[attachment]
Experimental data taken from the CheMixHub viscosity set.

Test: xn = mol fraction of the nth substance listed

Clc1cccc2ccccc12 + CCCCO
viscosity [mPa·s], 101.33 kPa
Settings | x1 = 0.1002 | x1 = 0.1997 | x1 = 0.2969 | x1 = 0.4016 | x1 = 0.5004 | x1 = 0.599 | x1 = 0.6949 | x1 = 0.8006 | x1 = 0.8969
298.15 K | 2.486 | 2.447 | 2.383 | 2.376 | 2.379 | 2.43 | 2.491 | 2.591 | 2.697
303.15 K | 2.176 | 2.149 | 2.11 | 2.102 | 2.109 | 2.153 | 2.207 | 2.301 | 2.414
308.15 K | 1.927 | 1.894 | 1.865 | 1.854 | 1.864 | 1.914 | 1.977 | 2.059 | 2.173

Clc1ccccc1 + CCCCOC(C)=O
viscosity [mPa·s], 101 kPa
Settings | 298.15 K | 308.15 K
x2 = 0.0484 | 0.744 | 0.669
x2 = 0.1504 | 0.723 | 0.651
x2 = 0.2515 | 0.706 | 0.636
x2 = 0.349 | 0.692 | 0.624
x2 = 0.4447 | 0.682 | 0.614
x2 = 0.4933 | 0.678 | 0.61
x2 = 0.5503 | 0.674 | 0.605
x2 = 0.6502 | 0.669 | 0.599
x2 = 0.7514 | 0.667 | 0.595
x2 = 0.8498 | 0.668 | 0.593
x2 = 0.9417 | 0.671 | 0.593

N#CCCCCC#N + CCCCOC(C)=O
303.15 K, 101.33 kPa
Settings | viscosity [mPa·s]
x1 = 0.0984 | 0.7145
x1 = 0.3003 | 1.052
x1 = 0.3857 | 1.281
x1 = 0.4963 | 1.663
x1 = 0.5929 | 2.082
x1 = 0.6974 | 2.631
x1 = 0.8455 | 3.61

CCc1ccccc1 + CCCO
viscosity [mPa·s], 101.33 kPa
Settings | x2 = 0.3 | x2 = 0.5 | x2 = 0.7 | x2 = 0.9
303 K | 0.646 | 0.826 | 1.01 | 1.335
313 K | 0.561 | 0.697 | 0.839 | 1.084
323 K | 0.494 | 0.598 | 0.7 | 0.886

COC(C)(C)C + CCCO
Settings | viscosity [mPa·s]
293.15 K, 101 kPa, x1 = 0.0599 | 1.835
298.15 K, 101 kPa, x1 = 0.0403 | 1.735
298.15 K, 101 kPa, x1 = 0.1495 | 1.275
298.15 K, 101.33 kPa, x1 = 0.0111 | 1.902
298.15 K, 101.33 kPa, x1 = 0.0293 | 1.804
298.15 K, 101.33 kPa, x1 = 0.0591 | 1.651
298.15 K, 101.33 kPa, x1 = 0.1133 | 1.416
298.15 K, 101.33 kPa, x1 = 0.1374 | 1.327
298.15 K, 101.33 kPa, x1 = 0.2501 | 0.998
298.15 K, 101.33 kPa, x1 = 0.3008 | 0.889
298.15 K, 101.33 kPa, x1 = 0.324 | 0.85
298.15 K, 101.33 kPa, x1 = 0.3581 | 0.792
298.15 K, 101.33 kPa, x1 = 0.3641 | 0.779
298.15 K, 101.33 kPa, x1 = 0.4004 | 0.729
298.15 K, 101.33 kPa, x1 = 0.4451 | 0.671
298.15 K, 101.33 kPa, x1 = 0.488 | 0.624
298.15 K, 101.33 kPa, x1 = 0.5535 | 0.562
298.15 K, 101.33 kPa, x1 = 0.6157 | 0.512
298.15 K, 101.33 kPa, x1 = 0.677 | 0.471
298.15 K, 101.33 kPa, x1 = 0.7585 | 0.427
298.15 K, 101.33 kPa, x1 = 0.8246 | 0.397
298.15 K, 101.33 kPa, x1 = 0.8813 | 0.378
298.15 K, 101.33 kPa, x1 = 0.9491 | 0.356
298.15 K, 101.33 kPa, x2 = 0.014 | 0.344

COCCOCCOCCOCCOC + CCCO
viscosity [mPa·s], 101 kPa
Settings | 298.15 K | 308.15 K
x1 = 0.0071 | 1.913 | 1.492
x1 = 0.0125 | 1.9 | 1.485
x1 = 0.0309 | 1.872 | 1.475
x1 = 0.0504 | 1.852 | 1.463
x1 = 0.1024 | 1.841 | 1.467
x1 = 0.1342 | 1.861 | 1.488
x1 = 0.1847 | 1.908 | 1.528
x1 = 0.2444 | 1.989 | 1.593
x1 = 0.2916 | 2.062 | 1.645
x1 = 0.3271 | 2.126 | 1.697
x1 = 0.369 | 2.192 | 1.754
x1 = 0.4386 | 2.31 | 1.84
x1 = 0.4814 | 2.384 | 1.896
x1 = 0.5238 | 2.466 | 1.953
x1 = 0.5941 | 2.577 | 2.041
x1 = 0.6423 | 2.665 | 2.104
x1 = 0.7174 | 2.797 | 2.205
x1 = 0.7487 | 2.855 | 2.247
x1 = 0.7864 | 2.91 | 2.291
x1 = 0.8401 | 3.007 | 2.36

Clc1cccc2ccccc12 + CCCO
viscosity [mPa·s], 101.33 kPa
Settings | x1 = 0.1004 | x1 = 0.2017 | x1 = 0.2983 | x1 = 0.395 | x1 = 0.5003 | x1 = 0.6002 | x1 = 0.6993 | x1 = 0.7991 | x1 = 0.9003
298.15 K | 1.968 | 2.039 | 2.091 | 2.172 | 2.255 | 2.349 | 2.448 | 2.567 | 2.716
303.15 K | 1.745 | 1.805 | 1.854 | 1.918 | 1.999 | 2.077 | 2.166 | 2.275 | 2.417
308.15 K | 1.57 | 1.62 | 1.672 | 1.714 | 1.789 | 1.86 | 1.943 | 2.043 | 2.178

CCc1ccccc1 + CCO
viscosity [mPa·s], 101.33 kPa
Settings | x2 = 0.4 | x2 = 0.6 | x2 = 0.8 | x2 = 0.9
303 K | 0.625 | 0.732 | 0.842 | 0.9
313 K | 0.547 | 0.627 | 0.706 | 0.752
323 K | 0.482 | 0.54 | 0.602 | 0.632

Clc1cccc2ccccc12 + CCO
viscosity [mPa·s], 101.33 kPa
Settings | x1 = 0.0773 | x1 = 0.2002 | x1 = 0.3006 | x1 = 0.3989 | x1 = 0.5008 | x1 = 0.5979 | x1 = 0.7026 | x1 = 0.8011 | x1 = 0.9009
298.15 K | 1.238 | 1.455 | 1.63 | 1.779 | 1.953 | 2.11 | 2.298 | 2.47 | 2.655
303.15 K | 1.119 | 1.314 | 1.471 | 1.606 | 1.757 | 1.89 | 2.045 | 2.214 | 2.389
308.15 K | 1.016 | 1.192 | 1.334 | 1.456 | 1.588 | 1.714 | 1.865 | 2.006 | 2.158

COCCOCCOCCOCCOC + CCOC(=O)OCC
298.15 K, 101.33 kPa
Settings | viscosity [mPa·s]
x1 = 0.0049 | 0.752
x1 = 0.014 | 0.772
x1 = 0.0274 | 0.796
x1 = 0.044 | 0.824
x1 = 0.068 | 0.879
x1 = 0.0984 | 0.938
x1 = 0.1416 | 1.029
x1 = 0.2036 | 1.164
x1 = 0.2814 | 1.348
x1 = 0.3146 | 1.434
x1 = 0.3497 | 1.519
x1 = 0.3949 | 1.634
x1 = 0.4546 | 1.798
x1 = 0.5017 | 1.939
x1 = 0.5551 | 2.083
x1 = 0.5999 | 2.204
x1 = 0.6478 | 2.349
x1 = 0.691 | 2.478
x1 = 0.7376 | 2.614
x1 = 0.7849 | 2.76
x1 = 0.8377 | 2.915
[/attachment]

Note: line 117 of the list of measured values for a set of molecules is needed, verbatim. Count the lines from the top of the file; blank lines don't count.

x1 = 0.2814 | 1.348